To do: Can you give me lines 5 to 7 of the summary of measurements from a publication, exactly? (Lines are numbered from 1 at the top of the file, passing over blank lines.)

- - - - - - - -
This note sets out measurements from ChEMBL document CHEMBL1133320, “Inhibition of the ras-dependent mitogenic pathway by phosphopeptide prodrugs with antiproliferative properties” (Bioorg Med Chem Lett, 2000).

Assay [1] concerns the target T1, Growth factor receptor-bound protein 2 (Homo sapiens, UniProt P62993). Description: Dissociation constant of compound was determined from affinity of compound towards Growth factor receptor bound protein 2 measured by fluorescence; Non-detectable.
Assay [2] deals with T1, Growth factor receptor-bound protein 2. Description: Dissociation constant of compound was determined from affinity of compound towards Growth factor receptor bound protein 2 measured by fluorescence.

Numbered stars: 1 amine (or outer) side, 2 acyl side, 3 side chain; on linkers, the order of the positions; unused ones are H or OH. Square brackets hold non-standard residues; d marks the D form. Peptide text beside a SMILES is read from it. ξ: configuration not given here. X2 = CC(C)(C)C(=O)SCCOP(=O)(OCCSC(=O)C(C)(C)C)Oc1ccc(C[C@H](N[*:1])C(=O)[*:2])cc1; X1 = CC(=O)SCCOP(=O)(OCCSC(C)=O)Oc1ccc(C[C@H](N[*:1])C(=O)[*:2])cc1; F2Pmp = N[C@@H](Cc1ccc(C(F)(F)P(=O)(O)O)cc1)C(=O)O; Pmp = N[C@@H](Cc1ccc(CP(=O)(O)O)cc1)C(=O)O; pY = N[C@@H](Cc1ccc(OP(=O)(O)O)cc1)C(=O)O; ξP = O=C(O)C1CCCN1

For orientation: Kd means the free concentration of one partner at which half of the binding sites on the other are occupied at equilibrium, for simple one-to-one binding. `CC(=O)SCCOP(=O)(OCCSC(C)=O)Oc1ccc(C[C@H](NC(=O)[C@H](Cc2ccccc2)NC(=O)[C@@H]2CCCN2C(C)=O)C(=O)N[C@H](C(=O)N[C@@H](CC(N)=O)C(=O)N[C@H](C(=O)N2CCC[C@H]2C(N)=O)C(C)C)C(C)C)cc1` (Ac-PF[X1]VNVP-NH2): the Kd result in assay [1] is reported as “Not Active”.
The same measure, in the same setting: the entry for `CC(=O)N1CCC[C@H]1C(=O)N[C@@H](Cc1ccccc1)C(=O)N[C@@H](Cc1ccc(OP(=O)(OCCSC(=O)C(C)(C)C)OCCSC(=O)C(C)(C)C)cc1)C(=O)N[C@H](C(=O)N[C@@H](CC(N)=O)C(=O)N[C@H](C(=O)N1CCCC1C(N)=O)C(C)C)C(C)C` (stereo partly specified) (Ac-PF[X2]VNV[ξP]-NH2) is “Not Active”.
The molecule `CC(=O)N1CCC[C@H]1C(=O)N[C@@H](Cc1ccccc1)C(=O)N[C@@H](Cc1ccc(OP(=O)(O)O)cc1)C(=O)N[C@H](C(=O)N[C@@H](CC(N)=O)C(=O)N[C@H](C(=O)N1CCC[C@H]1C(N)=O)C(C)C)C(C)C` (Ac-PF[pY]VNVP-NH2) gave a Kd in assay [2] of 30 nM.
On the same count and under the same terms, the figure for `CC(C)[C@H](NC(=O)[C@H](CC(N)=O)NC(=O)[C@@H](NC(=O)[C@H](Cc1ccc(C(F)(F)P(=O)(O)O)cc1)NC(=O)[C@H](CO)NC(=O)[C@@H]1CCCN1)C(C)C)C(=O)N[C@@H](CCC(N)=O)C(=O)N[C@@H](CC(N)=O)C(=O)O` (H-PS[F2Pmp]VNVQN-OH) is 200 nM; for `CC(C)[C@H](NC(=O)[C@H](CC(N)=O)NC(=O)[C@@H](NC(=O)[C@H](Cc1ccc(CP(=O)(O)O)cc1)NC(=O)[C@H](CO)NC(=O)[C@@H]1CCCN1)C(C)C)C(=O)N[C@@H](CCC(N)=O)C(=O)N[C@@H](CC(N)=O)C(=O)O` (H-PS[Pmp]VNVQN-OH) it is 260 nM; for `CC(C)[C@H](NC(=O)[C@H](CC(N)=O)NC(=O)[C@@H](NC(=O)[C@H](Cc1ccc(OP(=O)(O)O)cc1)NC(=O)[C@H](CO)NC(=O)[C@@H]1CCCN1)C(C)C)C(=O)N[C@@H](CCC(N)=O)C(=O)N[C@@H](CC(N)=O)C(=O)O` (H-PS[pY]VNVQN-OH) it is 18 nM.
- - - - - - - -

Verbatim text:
For orientation: Kd means the free concentration of one partner at which half of the binding sites on the other are occupied at equilibrium, for simple one-to-one binding. `CC(=O)SCCOP(=O)(OCCSC(C)=O)Oc1ccc(C[C@H](NC(=O)[C@H](Cc2ccccc2)NC(=O)[C@@H]2CCCN2C(C)=O)C(=O)N[C@H](C(=O)N[C@@H](CC(N)=O)C(=O)N[C@H](C(=O)N2CCC[C@H]2C(N)=O)C(C)C)C(C)C)cc1` (Ac-PF[X1]VNVP-NH2): the Kd result in assay [1] is reported as “Not Active”.
The same measure, in the same setting: the entry for `CC(=O)N1CCC[C@H]1C(=O)N[C@@H](Cc1ccccc1)C(=O)N[C@@H](Cc1ccc(OP(=O)(OCCSC(=O)C(C)(C)C)OCCSC(=O)C(C)(C)C)cc1)C(=O)N[C@H](C(=O)N[C@@H](CC(N)=O)C(=O)N[C@H](C(=O)N1CCCC1C(N)=O)C(C)C)C(C)C` (stereo partly specified) (Ac-PF[X2]VNV[ξP]-NH2) is “Not Active”.
The molecule `CC(=O)N1CCC[C@H]1C(=O)N[C@@H](Cc1ccccc1)C(=O)N[C@@H](Cc1ccc(OP(=O)(O)O)cc1)C(=O)N[C@H](C(=O)N[C@@H](CC(N)=O)C(=O)N[C@H](C(=O)N1CCC[C@H]1C(N)=O)C(C)C)C(C)C` (Ac-PF[pY]VNVP-NH2) gave a Kd in assay [2] of 30 nM.